19 September 2018
E tū welcomes Suffrage Day equal pay bill
E tū has welcomed the introduction to parliament today of the Equal Pay Amendment Bill, which the union believes will
ease the way for women pursuing equal pay claims.
Government Ministers, Eugenie Sage and Iain Lees-Galloway announced the new bill at a Suffrage Day petition re-enactment
at parliament by union women to mark the 125th anniversary of women’s suffrage.
The Bill preserves the Equal Pay Act 1972, which E tū has always supported.
It also includes the recommendations of the Joint Working Group on Pay Equity Principles but without the hurdles
proposed by the last Government, which would have made it very difficult for women to take equal pay cases.
“The previous government reneged on the joint working group recommendations and deliberately set it up to make it harder
for women to get equal pay,” says New Zealander of the Year and E tū equal pay pioneer, Kristine Bartlett.
Kristine, who was present at today’s announcement, says it’s the perfect way to mark the suffrage anniversary.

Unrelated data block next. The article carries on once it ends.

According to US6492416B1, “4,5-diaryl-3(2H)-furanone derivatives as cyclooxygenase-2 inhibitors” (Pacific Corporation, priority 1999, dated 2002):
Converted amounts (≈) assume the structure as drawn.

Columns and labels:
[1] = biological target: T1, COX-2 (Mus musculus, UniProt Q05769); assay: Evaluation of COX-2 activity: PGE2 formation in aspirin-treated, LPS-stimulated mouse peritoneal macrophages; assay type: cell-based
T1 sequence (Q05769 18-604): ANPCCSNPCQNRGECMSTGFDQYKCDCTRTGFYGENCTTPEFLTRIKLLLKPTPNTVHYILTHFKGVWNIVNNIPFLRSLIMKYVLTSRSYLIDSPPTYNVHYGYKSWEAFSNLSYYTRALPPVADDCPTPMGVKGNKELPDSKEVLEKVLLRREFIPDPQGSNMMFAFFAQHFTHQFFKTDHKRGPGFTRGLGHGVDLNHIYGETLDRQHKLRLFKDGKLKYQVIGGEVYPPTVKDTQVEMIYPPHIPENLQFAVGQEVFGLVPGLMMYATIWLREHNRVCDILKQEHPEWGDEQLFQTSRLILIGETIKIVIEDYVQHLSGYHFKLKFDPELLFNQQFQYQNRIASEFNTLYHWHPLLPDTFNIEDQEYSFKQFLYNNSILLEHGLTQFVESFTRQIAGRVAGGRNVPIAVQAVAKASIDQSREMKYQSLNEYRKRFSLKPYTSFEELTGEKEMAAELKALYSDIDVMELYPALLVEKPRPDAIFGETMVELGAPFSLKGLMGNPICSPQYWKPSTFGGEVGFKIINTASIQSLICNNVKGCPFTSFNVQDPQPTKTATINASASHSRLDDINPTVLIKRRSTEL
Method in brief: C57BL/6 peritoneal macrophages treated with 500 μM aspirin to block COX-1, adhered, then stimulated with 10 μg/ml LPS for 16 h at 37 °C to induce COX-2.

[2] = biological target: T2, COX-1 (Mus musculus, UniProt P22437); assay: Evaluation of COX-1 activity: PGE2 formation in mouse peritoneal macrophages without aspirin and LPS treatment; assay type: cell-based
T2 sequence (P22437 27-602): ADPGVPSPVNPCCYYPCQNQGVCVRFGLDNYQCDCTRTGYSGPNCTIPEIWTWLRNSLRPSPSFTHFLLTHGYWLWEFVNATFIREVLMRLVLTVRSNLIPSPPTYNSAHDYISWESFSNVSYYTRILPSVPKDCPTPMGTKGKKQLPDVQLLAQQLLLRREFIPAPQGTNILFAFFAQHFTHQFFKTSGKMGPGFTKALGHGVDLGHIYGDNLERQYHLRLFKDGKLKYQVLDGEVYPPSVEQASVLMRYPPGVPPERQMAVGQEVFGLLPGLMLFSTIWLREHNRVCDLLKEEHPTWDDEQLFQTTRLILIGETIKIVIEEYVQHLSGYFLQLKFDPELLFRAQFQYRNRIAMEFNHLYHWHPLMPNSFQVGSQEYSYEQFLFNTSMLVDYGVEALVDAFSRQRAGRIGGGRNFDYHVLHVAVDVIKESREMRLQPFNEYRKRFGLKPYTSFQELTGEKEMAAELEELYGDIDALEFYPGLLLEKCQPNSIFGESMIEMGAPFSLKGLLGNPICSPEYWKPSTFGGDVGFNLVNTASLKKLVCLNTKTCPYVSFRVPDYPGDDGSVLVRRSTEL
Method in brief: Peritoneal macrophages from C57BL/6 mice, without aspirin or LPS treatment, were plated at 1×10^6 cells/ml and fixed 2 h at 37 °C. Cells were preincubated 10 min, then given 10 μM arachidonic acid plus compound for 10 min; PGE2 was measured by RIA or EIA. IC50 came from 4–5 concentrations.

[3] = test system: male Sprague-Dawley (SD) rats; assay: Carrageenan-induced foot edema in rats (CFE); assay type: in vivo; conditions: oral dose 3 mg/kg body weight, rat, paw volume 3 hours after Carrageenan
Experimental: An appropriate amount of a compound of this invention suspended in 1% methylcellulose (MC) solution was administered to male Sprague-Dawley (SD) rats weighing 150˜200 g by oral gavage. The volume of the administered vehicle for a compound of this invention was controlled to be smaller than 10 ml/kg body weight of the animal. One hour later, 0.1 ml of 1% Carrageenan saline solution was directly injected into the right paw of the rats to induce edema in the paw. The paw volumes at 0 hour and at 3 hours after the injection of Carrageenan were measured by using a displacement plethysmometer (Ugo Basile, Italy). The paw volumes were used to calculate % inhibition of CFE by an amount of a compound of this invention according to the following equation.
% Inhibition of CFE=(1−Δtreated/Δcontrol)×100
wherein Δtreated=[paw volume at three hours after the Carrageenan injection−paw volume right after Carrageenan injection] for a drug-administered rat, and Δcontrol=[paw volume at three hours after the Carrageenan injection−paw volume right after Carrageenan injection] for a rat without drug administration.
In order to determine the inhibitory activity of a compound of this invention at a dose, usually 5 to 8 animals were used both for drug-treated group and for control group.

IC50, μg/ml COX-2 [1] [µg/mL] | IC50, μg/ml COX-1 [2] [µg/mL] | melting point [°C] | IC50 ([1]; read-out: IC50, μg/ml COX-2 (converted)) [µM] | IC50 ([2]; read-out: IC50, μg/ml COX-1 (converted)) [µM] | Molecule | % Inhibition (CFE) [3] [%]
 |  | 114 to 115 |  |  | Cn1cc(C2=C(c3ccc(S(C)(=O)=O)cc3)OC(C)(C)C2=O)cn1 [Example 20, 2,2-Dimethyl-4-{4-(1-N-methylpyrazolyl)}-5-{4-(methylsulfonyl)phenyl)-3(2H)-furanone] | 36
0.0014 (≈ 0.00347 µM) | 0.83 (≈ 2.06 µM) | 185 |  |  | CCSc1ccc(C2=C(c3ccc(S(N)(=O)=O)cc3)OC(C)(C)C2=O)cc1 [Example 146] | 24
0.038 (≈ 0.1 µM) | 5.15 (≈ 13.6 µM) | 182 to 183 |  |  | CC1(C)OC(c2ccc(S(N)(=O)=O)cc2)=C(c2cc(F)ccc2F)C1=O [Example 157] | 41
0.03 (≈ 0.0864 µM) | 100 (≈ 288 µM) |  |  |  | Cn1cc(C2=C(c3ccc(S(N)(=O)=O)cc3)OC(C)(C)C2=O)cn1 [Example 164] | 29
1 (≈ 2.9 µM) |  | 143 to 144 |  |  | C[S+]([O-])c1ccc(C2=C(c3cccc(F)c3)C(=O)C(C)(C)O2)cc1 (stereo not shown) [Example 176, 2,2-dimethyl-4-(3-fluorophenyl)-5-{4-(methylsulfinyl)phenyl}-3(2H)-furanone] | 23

“It’s wonderful! That’s the great thing about it – it’s happening on this historic day,” Kristine says.
E tū’s Campaign lead organiser, Yvette Taylor says Kate Sheppard believed equal pay was the next great battle after
votes for women.
“It’s fantastic to hear about the new legislation on such a special day,” says Yvette.
“We’re pleased that it sets a lower bar for cases to progress, particularly with the parties involved able to set their
This resolves two key problems with the previous legislation,” she says.
E tū: the new union for New Zealanders
E tū has been created by the merger of the Engineering, Printing and Manufacturing Union and Service and Food Workers'
E tū represents more than 50,000 working New Zealanders in industries as diverse as aviation, construction, journalism,
food manufacturing, mining and cleaning.
By standing together in a union workers get higher wages and better conditions. As the country's largest private sector
union E tū can provide members with workplace representation, legal advice, a freephone support centre, work rights
education and broad representation through E tū's campaigning and research work.
We campaign hard for workers' rights, health and safety, a living wage for all Kiwis, and recognising high-value